Severin Saenz of MEDA’s Evaluation team needed to be creative and strategic when she decided it would be valuable to do a survey of clients’ housing arrangements. What would be the relevant questions that would provide needed insight? What would be culturally relevant to Latino respondents, her target audience.
To determine the best questions, Saenz headed to partner organization Causa Justa :: Just Cause, conveniently located one floor down in MEDA’s Plaza Adelante Mission neighborhood center. The result was a two-sided, bilingual survey featuring simple questions that could be answered in five minutes or fewer as clients waited for their appointments this past tax season. Saenz knew that with 3,700 tax returns prepared for free by MEDA, this was an idyllic way to capture an accurate glimpse of the community’s housing issues.
“The goal was to determine overcrowding and housing vulnerability. The survey comprised seven quick questions by which maximum results could be gleaned,” explains Saenz of her process.
An exemplary 60 percent rate of return translated to 2,042 completed surveys. There were 74 percent of respondents who identified as Latino.
It was time to dig into the data.
The data dive
Saenz took the surveys’ information and started her in-depth analysis.
On average, three to five persons are living in one unit, with the majority in one-bedroom units (41 percent). Twenty percent were single, with 21 percent a couple or single parent with one child.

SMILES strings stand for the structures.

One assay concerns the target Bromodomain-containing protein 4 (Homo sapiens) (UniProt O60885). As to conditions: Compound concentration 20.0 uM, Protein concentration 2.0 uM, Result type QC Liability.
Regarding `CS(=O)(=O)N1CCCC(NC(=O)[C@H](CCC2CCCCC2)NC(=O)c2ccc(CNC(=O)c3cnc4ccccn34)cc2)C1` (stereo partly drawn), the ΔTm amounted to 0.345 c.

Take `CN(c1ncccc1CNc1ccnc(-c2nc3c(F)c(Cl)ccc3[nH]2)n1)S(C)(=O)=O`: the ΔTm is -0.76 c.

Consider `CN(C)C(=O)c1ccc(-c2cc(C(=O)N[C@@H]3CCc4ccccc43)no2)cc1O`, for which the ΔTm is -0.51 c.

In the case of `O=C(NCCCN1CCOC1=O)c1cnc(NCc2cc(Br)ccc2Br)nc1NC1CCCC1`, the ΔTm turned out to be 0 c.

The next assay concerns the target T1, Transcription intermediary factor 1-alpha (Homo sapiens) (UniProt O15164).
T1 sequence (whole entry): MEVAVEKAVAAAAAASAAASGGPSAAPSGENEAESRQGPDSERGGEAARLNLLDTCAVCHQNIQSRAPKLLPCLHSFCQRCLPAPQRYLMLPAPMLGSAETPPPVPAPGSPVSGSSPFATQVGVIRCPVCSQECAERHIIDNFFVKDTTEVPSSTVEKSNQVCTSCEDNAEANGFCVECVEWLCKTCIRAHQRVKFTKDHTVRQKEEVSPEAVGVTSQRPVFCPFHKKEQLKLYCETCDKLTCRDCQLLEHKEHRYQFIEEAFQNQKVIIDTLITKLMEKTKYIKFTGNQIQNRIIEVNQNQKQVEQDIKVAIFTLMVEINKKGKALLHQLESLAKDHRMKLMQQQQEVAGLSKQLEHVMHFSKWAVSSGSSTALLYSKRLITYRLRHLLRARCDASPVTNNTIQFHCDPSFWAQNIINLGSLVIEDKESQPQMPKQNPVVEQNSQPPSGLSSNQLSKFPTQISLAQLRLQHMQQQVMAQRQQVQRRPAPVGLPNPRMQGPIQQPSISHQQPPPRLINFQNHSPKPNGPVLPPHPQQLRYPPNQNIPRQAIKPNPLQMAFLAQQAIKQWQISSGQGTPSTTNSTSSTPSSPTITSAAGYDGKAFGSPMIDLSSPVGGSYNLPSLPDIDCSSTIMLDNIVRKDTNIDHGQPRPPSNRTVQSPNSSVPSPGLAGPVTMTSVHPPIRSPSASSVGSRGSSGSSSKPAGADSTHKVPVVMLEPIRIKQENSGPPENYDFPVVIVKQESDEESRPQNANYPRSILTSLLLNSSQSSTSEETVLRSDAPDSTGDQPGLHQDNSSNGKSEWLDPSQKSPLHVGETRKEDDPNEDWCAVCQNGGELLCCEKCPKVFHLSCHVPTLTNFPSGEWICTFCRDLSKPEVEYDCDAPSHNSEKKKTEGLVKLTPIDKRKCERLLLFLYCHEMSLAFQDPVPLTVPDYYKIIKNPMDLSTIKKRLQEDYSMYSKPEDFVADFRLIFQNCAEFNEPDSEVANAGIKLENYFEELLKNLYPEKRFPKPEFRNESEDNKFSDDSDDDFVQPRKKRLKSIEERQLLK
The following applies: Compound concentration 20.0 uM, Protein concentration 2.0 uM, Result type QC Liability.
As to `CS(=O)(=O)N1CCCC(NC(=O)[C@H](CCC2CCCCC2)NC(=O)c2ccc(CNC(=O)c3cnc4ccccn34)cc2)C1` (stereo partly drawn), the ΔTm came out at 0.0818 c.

Saenz knew that understanding the type structure people are living in would best determine housing vulnerability. A March 2015 report by NALCAB, “An Assessment of Housing and Housing Affordability in the Mission Promise Neighborhood,” showed that 73 percent of Mission residents overall were renters. That percentage is even higher for the Mission’s Latino community. The most vulnerable were those in a single-family home because of a possible new owner move-in (32 percent), followed by those in a boarding home or single-room occupancy (SRO) hotel.
Gauging by how many people per bedroom were denoted in the survey, Saenz found that 21 percent of respondents reported living in overcrowded conditions (more than two people per bedroom, per HUD’s definition); however, the rate of overcrowding was more than twice as high among Latinos than non-Latinos.
Interestingly, five percent of respondents claimed to have been “without shelter” in the last year.
“These results showcase the continued housing vulnerabilities of our families, many living in overcrowded conditions. MEDA staff can now use this information to drive policy — that’s the power of data,” concludes Saenz.
Read the full survey analysis in this report.